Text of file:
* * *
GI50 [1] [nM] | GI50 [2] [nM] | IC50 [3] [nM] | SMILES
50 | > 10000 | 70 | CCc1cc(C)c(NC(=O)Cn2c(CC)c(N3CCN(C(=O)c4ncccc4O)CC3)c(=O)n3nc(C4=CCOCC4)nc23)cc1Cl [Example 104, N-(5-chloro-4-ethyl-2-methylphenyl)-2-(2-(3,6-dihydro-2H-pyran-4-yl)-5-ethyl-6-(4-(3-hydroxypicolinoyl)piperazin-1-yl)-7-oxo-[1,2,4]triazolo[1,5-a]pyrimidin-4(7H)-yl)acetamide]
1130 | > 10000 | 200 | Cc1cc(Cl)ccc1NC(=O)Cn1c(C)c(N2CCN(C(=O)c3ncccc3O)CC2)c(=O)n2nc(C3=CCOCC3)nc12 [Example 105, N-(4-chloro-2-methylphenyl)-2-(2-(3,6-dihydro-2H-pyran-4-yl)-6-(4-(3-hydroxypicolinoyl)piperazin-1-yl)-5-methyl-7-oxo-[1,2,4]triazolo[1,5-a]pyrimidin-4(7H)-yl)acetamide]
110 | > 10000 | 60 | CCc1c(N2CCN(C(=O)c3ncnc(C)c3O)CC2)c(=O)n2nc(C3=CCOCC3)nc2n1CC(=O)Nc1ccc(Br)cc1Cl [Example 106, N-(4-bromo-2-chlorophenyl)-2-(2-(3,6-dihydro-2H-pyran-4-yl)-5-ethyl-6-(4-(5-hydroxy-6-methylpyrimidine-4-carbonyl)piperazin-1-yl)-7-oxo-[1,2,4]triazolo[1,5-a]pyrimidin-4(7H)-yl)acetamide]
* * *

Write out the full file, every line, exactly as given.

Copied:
GI50 [1] [nM] | GI50 [2] [nM] | IC50 [3] [nM] | SMILES
50 | > 10000 | 70 | CCc1cc(C)c(NC(=O)Cn2c(CC)c(N3CCN(C(=O)c4ncccc4O)CC3)c(=O)n3nc(C4=CCOCC4)nc23)cc1Cl [Example 104, N-(5-chloro-4-ethyl-2-methylphenyl)-2-(2-(3,6-dihydro-2H-pyran-4-yl)-5-ethyl-6-(4-(3-hydroxypicolinoyl)piperazin-1-yl)-7-oxo-[1,2,4]triazolo[1,5-a]pyrimidin-4(7H)-yl)acetamide]
1130 | > 10000 | 200 | Cc1cc(Cl)ccc1NC(=O)Cn1c(C)c(N2CCN(C(=O)c3ncccc3O)CC2)c(=O)n2nc(C3=CCOCC3)nc12 [Example 105, N-(4-chloro-2-methylphenyl)-2-(2-(3,6-dihydro-2H-pyran-4-yl)-6-(4-(3-hydroxypicolinoyl)piperazin-1-yl)-5-methyl-7-oxo-[1,2,4]triazolo[1,5-a]pyrimidin-4(7H)-yl)acetamide]
110 | > 10000 | 60 | CCc1c(N2CCN(C(=O)c3ncnc(C)c3O)CC2)c(=O)n2nc(C3=CCOCC3)nc2n1CC(=O)Nc1ccc(Br)cc1Cl [Example 106, N-(4-bromo-2-chlorophenyl)-2-(2-(3,6-dihydro-2H-pyran-4-yl)-5-ethyl-6-(4-(5-hydroxy-6-methylpyrimidine-4-carbonyl)piperazin-1-yl)-7-oxo-[1,2,4]triazolo[1,5-a]pyrimidin-4(7H)-yl)acetamide]